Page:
Equally, the show also poses more philosophical problems. Should we just accept that vampires are evil and kill them, or are they just another persecuted minority, the latest in a long line of government and church victims following women, the disabled and gay men and women? Since they don’t need to kill to get blood and they recruit very selectively, is peaceful co-existence a real possibility and is Mike joining the equivalent of a Nazi death squad, rather than a heroic band trying to protect us from the terrors of the night?

Over the course of the show’s six episodes, it walks this tightrope, never coming down on one side or other, always leaving you with the possibility that our heroes really aren’t heroes after all. It’s not until the final episode when all is revealed and the team with right on its side is revealed. I’m not saying who that is.

Character, as well, is everything, with the relationships among the main cast and their significant others – or would-like-to-be significant others in most cases – and the usually vengeance-driven rationales for the unit’s behaviour and beliefs explored subtly and at great length. And there are some good lines in dialogue, particularly for Idris Elba’s ex-army SWAT team leader Vaughn Rice (“The public would vote the Archbishop of Canterbury PM if they knew. I don’t want to live in Iran. Do you?”).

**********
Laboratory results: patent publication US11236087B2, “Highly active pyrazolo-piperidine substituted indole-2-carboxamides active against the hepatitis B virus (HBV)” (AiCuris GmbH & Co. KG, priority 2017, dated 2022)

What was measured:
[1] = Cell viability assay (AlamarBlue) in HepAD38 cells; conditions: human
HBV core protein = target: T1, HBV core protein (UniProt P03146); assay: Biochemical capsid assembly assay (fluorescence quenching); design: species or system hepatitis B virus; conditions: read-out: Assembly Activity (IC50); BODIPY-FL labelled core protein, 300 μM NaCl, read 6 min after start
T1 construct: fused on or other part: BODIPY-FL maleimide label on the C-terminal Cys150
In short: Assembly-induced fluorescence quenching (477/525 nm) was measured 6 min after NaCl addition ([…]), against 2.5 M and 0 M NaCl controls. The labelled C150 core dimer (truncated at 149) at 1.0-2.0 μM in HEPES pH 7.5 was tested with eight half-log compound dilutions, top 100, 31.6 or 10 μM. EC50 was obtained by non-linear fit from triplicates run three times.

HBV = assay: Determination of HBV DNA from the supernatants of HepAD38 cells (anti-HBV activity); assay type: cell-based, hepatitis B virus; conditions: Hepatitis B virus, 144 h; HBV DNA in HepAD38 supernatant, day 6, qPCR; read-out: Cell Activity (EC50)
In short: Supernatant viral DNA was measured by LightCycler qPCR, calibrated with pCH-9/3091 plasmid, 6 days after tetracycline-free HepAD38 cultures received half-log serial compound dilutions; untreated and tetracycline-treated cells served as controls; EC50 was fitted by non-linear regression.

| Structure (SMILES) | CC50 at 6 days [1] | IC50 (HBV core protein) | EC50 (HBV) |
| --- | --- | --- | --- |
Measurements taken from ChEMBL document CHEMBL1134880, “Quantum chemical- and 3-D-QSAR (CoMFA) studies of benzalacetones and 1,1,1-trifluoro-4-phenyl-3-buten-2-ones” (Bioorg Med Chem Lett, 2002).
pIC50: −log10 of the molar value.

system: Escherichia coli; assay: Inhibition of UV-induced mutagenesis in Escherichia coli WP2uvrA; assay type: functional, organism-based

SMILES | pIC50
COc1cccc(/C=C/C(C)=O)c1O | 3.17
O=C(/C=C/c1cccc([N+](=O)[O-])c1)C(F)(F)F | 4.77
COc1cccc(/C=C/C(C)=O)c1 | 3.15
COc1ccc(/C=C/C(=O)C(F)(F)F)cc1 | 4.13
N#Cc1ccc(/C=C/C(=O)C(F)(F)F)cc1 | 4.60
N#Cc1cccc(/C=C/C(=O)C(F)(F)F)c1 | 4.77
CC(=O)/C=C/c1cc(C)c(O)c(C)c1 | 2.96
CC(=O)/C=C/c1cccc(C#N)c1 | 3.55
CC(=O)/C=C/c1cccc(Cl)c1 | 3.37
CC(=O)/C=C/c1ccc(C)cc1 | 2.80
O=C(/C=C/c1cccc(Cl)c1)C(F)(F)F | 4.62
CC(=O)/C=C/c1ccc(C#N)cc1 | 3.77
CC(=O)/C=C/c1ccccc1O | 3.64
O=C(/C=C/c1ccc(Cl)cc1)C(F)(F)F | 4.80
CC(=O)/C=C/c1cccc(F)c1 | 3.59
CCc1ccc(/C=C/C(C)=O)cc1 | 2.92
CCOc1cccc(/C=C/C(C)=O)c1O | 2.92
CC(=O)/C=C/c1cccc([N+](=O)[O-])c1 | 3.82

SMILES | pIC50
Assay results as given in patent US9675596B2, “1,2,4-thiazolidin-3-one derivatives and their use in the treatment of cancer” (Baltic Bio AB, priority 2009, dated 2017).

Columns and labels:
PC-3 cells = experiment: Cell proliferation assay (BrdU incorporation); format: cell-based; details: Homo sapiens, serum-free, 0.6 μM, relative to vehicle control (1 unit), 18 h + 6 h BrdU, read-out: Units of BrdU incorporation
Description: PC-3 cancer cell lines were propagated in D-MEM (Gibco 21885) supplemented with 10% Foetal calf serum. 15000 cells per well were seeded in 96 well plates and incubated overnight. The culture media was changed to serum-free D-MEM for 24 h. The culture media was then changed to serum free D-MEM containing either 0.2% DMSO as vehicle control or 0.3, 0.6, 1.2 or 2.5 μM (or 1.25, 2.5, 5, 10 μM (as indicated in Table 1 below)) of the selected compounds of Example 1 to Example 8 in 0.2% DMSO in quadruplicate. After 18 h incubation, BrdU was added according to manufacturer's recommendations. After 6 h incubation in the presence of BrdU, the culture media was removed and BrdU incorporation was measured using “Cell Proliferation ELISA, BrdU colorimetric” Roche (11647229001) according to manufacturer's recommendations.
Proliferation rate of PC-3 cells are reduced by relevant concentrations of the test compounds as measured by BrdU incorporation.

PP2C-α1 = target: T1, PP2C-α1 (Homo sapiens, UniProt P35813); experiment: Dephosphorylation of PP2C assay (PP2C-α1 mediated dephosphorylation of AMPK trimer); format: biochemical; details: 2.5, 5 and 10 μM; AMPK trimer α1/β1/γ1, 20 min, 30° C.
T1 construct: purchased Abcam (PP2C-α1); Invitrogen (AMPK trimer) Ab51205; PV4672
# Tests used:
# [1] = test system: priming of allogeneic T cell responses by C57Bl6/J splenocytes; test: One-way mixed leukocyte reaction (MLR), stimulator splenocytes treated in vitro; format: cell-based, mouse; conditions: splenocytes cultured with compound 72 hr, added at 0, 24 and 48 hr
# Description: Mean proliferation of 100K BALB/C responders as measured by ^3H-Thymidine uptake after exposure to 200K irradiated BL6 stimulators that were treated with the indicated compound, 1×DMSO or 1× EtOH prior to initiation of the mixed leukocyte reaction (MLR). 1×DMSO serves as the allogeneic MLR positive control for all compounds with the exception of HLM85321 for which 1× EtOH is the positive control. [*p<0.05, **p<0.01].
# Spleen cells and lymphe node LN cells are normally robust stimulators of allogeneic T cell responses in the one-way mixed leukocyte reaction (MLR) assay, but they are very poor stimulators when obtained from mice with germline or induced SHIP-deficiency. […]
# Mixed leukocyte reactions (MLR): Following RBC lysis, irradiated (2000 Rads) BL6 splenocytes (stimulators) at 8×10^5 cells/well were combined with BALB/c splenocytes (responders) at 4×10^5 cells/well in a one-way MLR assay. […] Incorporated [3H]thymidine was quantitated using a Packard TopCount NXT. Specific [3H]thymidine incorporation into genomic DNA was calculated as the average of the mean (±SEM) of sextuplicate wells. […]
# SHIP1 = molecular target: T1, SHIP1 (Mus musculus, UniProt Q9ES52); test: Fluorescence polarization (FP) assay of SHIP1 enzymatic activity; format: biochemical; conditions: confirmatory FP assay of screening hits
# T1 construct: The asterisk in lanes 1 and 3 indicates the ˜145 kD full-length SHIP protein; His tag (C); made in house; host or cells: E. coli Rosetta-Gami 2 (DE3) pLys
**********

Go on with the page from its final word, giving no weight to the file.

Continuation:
There’s some great acting from the core cast, with guest star Corin Redgrave providing a tour de force performance as the voice of vampire reason. Direction and writing from Joe Ahearne (This Life, Apparitions and some of Chris Eccleston episodes of Doctor Who) are first rate. It’s perhaps a little slower than some people might like, with the fourth episode being perhaps the best paced of the lot, but it’s intelligent drama for intelligent viewers so the excitement is usually intellectual and to do with the characters rather than the action.

Second series, the US version and clips
Unfortunately, there was never a second series, principally because Joe Ahearne was so busy writing and directing the first series, he never had time to come up with any new ideas for the next series. Which is a shame, really, but it did free up Jack Davenport for Coupling.

Here are a couple of taster clips, as well as the first ten minutes of the first episode, and if you liked them, there’s a playlist with all six episodes up at YouTube so you can watch it when you have the time. But it’s really worth owning on  DVD honest.

Incidentally, trivia lovers, Stephen Moyer, who plays Mike’s best friend and vampire, is now the vampire star of True Blood; there was also a pilot for a US version of Ultraviolet produced by Howard Gordon and Chip Johannessen that starred Idris Elba and Mädchen Amick – but it was a bit soapy and rubbish and was never picked up for series.


  • Rob Buckley

    I’m Rob Buckley, a journalist who writes for UK media magazines that most people have never heard of although you might have heard me on the podcast Lockdown Land or Radio 5 Live’s Saturday Edition or Afternoon Edition. I’ve edited Dreamwatch, Sprocket and Cambridge Film Festival Daily; been technical editor for TV producers magazine Televisual; reviewed films for the short-lived newspaper Cambridge Insider; written features for the even shorter-lived newspaper Soho Independent; and was regularly sarcastic about television on the blink-and-you-missed-it “web site for urban hedonists” The Tribe. Since going freelance, I've contributed to the likes of Broadcast, Total Content + Media, Action TV, Off The Telly, Action Network, TV Scoop and The Custard TV.